A perfect example of this viscerally appropriate use of the F-bomb can be found in the Noah Gundersen song, “Jesus, Jesus” (2009, track 5).  After a verse lamenting the current state of world affairs and expressing his desire to experience life and love, the artist gives us these lines:

“Jesus, Jesus
It’s such a pretty place we live in,
and I know we fucked it up.
Please be kind.”

I can think of no more evocative way to convey the sentiment behind those words.  He’s expressing his deep affection for our world and how the beauty and purity of nature is being slowly strangled by our human selfishness.  We haven’t simply “messed up” this “pretty place we live in.”  We haven’t “damaged” it, “abused” it, “ruined” it, or even “raped” it.  Though that last one comes pretty close.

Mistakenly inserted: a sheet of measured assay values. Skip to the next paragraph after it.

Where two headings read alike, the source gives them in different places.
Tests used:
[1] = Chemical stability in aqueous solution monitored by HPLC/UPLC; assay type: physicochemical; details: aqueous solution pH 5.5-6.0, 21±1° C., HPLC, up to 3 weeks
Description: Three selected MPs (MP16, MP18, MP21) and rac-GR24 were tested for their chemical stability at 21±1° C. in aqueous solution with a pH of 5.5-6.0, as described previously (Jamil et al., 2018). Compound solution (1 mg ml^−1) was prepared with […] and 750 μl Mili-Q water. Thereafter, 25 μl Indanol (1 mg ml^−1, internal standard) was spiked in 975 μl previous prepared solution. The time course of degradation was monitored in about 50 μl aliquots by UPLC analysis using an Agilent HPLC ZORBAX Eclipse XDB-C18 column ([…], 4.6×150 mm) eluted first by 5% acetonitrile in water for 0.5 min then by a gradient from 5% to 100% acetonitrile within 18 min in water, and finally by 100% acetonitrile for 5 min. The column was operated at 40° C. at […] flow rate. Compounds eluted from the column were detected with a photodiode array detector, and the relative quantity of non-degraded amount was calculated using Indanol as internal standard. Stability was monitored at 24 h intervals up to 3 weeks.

No.  We fucked it up.  Royally.

Even the pleading tone of the singer’s voice on the next line, “Please be kind”, seems to be an acknowledgement of our abject unworthiness of that kindness, in light of what we’ve done to the precious gift we call home.

Art has always been capable of manipulating human emotions, and songwriters are perhaps uniquely gifted in this ability.  Music can effortlessly bring us to tears, drive us to the brink of rage, or enfold us in meditative peace, depending on the notes that are played and the artist’s choice of words.